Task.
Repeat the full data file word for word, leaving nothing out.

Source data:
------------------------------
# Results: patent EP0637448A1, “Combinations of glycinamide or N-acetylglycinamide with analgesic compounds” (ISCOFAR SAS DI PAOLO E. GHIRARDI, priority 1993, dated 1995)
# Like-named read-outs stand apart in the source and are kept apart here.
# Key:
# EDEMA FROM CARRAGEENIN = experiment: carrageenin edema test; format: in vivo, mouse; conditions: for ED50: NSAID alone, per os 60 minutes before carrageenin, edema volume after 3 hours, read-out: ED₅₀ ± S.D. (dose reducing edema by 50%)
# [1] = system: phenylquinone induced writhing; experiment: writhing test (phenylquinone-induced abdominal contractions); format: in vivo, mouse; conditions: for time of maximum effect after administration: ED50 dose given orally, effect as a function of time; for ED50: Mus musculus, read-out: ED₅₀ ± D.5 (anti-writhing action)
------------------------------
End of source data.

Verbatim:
# Results: patent EP0637448A1, “Combinations of glycinamide or N-acetylglycinamide with analgesic compounds” (ISCOFAR SAS DI PAOLO E. GHIRARDI, priority 1993, dated 1995)
# Like-named read-outs stand apart in the source and are kept apart here.
# Key:
# EDEMA FROM CARRAGEENIN = experiment: carrageenin edema test; format: in vivo, mouse; conditions: for ED50: NSAID alone, per os 60 minutes before carrageenin, edema volume after 3 hours, read-out: ED₅₀ ± S.D. (dose reducing edema by 50%)
# [1] = system: phenylquinone induced writhing; experiment: writhing test (phenylquinone-induced abdominal contractions); format: in vivo, mouse; conditions: for time of maximum effect after administration: ED50 dose given orally, effect as a function of time; for ED50: Mus musculus, read-out: ED₅₀ ± D.5 (anti-writhing action)